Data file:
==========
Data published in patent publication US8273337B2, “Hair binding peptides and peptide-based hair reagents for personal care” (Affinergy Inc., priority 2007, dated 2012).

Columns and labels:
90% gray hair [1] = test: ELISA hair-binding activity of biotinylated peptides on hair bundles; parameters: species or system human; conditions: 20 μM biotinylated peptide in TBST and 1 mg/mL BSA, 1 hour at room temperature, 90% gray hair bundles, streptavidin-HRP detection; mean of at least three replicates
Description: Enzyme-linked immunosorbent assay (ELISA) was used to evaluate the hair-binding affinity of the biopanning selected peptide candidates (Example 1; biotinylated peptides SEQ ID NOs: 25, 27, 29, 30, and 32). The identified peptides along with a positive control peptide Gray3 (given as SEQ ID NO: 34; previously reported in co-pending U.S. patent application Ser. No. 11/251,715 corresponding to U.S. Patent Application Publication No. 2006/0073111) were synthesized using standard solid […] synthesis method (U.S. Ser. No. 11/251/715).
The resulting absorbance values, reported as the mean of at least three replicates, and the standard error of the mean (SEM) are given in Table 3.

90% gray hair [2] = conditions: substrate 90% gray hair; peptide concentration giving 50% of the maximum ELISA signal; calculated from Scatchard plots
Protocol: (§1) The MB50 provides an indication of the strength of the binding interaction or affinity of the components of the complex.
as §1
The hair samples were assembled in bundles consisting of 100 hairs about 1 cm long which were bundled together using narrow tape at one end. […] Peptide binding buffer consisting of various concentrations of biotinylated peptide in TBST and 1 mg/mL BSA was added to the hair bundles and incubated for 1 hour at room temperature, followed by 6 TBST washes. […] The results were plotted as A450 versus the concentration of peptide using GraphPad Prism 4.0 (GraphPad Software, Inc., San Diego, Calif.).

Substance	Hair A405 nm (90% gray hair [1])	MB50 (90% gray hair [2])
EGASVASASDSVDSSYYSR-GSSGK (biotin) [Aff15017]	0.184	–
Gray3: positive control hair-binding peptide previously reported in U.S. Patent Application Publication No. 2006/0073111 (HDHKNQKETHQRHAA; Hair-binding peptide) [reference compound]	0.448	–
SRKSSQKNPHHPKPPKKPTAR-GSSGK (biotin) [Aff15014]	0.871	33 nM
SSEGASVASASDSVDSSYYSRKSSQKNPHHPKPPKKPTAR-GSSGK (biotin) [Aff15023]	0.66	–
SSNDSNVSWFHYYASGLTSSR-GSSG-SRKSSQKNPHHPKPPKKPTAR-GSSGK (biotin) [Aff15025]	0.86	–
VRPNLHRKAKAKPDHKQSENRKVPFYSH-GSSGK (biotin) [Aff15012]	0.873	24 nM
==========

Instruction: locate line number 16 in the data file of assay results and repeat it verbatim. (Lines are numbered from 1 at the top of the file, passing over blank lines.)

VRPNLHRKAKAKPDHKQSENRKVPFYSH-GSSGK (biotin) [Aff15012]	0.873	24 nM